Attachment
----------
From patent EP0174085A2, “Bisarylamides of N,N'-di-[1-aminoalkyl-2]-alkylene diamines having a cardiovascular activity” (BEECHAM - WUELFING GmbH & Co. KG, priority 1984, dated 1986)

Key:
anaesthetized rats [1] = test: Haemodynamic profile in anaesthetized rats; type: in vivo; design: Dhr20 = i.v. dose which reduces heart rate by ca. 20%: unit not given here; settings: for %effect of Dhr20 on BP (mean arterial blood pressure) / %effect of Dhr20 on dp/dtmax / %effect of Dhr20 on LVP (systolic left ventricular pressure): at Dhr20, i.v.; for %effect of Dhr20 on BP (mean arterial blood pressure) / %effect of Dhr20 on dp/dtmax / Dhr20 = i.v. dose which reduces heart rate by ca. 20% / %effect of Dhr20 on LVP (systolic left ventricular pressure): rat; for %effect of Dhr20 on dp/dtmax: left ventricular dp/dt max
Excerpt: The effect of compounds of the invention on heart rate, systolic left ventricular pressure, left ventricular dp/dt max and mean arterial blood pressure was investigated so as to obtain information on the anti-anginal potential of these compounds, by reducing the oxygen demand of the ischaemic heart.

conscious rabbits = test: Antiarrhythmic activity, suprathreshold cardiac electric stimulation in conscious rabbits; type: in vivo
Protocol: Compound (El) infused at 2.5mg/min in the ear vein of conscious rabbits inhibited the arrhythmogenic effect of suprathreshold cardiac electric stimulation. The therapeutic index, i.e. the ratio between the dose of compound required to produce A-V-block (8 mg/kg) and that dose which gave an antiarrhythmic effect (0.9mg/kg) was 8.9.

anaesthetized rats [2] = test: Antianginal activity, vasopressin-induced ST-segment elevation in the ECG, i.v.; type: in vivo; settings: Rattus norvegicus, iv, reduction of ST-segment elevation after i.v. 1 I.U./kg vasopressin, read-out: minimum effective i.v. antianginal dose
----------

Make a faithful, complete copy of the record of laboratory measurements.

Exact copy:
From patent EP0174085A2, “Bisarylamides of N,N'-di-[1-aminoalkyl-2]-alkylene diamines having a cardiovascular activity” (BEECHAM - WUELFING GmbH & Co. KG, priority 1984, dated 1986)

Key:
anaesthetized rats [1] = test: Haemodynamic profile in anaesthetized rats; type: in vivo; design: Dhr20 = i.v. dose which reduces heart rate by ca. 20%: unit not given here; settings: for %effect of Dhr20 on BP (mean arterial blood pressure) / %effect of Dhr20 on dp/dtmax / %effect of Dhr20 on LVP (systolic left ventricular pressure): at Dhr20, i.v.; for %effect of Dhr20 on BP (mean arterial blood pressure) / %effect of Dhr20 on dp/dtmax / Dhr20 = i.v. dose which reduces heart rate by ca. 20% / %effect of Dhr20 on LVP (systolic left ventricular pressure): rat; for %effect of Dhr20 on dp/dtmax: left ventricular dp/dt max
Excerpt: The effect of compounds of the invention on heart rate, systolic left ventricular pressure, left ventricular dp/dt max and mean arterial blood pressure was investigated so as to obtain information on the anti-anginal potential of these compounds, by reducing the oxygen demand of the ischaemic heart.

conscious rabbits = test: Antiarrhythmic activity, suprathreshold cardiac electric stimulation in conscious rabbits; type: in vivo
Protocol: Compound (El) infused at 2.5mg/min in the ear vein of conscious rabbits inhibited the arrhythmogenic effect of suprathreshold cardiac electric stimulation. The therapeutic index, i.e. the ratio between the dose of compound required to produce A-V-block (8 mg/kg) and that dose which gave an antiarrhythmic effect (0.9mg/kg) was 8.9.

anaesthetized rats [2] = test: Antianginal activity, vasopressin-induced ST-segment elevation in the ECG, i.v.; type: in vivo; settings: Rattus norvegicus, iv, reduction of ST-segment elevation after i.v. 1 I.U./kg vasopressin, read-out: minimum effective i.v. antianginal dose